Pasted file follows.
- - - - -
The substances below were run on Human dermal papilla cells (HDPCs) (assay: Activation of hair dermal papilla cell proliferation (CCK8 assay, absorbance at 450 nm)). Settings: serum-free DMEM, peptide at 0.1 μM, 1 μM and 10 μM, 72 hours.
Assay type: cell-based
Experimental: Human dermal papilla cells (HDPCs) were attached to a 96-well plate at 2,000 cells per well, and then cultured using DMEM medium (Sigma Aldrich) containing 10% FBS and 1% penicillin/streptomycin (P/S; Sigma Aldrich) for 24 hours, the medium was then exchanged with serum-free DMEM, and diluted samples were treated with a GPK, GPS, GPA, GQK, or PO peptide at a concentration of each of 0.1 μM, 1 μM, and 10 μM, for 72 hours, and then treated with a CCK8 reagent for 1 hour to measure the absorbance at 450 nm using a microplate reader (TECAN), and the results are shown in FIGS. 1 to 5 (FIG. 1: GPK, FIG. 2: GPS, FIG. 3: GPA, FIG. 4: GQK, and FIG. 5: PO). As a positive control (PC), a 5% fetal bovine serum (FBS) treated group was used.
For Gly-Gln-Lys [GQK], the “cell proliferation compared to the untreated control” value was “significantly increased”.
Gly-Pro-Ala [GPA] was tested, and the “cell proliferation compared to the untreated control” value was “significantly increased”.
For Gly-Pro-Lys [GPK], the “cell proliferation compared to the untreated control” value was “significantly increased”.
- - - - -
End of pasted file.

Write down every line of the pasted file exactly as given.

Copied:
The substances below were run on Human dermal papilla cells (HDPCs) (assay: Activation of hair dermal papilla cell proliferation (CCK8 assay, absorbance at 450 nm)). Settings: serum-free DMEM, peptide at 0.1 μM, 1 μM and 10 μM, 72 hours.
Assay type: cell-based
Experimental: Human dermal papilla cells (HDPCs) were attached to a 96-well plate at 2,000 cells per well, and then cultured using DMEM medium (Sigma Aldrich) containing 10% FBS and 1% penicillin/streptomycin (P/S; Sigma Aldrich) for 24 hours, the medium was then exchanged with serum-free DMEM, and diluted samples were treated with a GPK, GPS, GPA, GQK, or PO peptide at a concentration of each of 0.1 μM, 1 μM, and 10 μM, for 72 hours, and then treated with a CCK8 reagent for 1 hour to measure the absorbance at 450 nm using a microplate reader (TECAN), and the results are shown in FIGS. 1 to 5 (FIG. 1: GPK, FIG. 2: GPS, FIG. 3: GPA, FIG. 4: GQK, and FIG. 5: PO). As a positive control (PC), a 5% fetal bovine serum (FBS) treated group was used.
For Gly-Gln-Lys [GQK], the “cell proliferation compared to the untreated control” value was “significantly increased”.
Gly-Pro-Ala [GPA] was tested, and the “cell proliferation compared to the untreated control” value was “significantly increased”.
For Gly-Pro-Lys [GPK], the “cell proliferation compared to the untreated control” value was “significantly increased”.